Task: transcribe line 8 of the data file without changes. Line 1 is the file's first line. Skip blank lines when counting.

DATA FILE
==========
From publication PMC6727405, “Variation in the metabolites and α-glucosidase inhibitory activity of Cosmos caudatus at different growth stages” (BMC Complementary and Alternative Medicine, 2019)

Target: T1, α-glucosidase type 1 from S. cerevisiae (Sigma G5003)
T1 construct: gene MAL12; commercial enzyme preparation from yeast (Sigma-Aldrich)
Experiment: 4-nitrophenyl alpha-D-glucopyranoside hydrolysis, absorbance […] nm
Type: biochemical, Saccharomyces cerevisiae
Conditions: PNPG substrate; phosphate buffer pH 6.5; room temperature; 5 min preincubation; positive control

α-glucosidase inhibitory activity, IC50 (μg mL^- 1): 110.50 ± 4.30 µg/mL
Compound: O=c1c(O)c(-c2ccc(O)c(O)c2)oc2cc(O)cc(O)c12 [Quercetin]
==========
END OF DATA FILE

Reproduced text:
Compound: O=c1c(O)c(-c2ccc(O)c(O)c2)oc2cc(O)cc(O)c12 [Quercetin]